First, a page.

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Statistical Insight: Search Syntax (boolean searching etc)

A quick overview to help you get started using Statistical Insight

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For a PDF version of this page of the guide, use this link.

Quotation Marks (Exact Phrase)

To find an occurrence of an exact phrase, enclose it in quotation marks.


The search is not case-sensitive or punctuation-sensitive. “Flow-of-funds” returns the same number of results as “flow of funds.” The quoted search works across all of our data including Tables and PDF text. If you put parentheses around a quoted phrase, you get the same results you would without parentheses. 


Tip:  Do not combine quoted and unquoted words in a single search.

Tip:  Do not use a wildcard within quotation marks; the search engine will interpret the * or the ? literally.


Enclose part of a Boolean expression in ( ) to establish precedence—i.e. establish which operation should occur first.  


(dog food) OR (cat food) = dog food and/or cat food occurs in a single field


Tip:  The use of quotation marks disables automatic stemming feature and forces an exact match.

Thesaurua/Alternative Spellings or Terms

A thesaurus automatically retrieves and highlights alternative versions of words like Al Qaeda. The thesaurus will also support access to synonyms.


GDP = Gross Domestic Product; Consumer spending  = consumer expenditures and personal consumption; cars = automobiles


Connectors (Boolean Commands)

(Most effectively used on the Advanced Search page using the In A Single Field pulldown)



Using the logical connector AND between terms narrows a search by requiring that all terms be present.  Adding AND to a search generally reduces the number of records retrieved.

Dogs AND cats = both terms in a single field


Using the logical connector OR between terms broadens a search by adding terms to the search query. Use OR to add synonyms or similar terms to a search.  Adding OR to a search generally increases the number of records retrieved.

Dogs OR cats = both terms or either term in a single field


The logical connector NOT narrows a search by eliminating records in which the term after NOT appears. Adding NOT to a search generally reduces the number of records retrieved. NOT=AND NOT.  

Dogs NOT cats = dogs occurring in a single field without any cats to bother them


Tip:  The single field search largely eliminates the need for a proximity search of the abstract.







replaces a single letter   


 mari?uana =  marijuana and marihuana





replaces an infinite number of letter following a root word


foreclos* = foreclose, foreclosed, and foreclosure



Stemming (Singular/Plural and Alternative Words)





Stemming automatically retrieves plurals and other valid alternative word forms. Plurals are converted to their stem (or root) forms at index-time for a fast, accurate search. Stemming will work on any unquoted search.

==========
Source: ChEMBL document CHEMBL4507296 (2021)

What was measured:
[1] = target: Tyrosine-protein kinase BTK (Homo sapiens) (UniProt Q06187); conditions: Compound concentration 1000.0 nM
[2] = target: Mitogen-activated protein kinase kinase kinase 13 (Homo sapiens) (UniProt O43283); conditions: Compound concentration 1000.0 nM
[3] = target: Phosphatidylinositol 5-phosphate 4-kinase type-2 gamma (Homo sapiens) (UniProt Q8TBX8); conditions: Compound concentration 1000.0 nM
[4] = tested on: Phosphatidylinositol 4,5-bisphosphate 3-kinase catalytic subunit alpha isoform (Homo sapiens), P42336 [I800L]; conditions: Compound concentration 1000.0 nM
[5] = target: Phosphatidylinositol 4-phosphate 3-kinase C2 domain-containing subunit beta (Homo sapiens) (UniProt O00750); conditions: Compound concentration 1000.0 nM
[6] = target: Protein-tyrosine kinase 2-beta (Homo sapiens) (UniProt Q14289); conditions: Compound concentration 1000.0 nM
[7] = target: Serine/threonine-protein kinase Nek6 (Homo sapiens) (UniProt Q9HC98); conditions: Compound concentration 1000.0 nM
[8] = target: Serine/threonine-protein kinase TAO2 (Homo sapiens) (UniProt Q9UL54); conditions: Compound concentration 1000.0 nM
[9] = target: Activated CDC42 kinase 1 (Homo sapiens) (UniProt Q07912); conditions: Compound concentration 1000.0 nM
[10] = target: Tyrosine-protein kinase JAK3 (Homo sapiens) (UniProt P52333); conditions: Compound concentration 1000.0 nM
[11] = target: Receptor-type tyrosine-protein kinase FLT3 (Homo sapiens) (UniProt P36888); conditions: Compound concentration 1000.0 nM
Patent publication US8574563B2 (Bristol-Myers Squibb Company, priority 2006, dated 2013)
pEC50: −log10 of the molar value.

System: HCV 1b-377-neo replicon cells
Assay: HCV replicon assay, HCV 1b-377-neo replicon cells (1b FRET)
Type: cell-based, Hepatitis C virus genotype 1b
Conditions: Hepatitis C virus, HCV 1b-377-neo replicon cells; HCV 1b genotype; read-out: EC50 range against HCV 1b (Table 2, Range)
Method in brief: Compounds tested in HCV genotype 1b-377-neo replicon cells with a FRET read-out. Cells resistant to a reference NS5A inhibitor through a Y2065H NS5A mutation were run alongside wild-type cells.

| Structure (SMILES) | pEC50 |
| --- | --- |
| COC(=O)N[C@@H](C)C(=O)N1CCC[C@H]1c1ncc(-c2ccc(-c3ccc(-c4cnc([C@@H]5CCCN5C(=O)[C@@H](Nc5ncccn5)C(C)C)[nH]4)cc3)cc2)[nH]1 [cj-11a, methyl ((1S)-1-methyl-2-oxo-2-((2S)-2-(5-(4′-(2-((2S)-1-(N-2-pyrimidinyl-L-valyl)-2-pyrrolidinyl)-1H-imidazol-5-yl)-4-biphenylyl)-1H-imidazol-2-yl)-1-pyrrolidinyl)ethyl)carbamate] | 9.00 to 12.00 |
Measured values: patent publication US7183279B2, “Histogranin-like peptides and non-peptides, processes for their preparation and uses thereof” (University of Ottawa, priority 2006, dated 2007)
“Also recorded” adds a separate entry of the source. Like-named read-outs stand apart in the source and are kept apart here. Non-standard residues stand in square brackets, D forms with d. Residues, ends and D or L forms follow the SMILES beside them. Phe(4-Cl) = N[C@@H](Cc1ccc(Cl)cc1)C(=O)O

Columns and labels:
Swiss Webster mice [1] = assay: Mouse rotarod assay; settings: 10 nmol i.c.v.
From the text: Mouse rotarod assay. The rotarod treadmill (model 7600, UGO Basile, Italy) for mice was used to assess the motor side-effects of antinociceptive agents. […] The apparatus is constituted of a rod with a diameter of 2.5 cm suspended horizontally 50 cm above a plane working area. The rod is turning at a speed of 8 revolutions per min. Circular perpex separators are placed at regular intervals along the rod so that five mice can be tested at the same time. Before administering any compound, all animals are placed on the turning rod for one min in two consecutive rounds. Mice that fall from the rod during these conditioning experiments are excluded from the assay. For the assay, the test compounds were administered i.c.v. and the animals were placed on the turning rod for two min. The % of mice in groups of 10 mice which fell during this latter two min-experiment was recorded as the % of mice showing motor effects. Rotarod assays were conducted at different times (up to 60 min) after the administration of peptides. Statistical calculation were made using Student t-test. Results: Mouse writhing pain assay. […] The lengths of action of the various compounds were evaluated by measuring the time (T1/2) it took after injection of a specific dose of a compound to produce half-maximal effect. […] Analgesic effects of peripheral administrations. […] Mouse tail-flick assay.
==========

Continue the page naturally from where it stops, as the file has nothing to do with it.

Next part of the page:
Mine retrieves mine, mines, mineral, minerals.



Tip: The use of quotation marks turns stemming off and forces an exact match.


Alternative Words


A stemmed search for a word finds the exact same term as well as terms that derive from the same meaning and part of speech as the search term. The stem of a word is not based on spelling. For example, card and cardiac have different stems even though the spelling of cardiac begins with card. On the other hand, running and ran have the same stem (run) even though their spellings are quite different. A search on card will not return “cardiac,” but a search on ran will return “running.” 

Mine (also) retrieves mineral, minerals.



Tip:  To search beyond a word stem, you should use a wildcard.


Displaying Search Results

Relevance Ranking


(1)   The RR algorithm gives the highest ranking to an occurrence of search terms as an intact phrase in the title, the notation of content, or the first paragraph of the abstract.

(2)   Next, an occurrence of all the search terms near one another in a single field.

(3)   Next, an occurrence of search terms as an intact phrase elsewhere in the abstract (e.g. a listed table in the abstract).

(4)   Next, an occurrence of all the search terms near one another in a single field other than the title, notation of content, first paragraph.

(5)   Next, occurrences of all search terms within a single table record.


These additional factors will influence the ranking:  Publication dates (the most recent five years ), number of occurrences (more occurrences may be scored higher), length of the record (occurrence in a short abstract will be weighted more than one occurrence in the body of a long abstract).

Advanced Search



A single field                           


Search word(s) occurring in the title field, notation of content, single paragraph in abstract, a single table description, a single table record. This search is identical to the Basic Search.

All fields except full text           

Searches all fields, except tables and PDFs.

All fields including full text           

Searches all fields including tables and PDFs.


Document Title

The term must appear in the title of the document.


Table Title       

Opens an option for you to select all tables associated with a search result, or tables that match your search.



Any document found by your query must have come from the specified

source or publisher.


Document number      

Searches both the accession number and the SuDoc number. (SuDoc, which stands for Superintendent of Documents, is a classification number assigned to federal documents by the Government Printing Office).


Subject/Index Terms   

Enables you to type a keyword and then click Find to browse through a specialized thesaurus to find the subject and index terms that are most relevant to the information you are searching.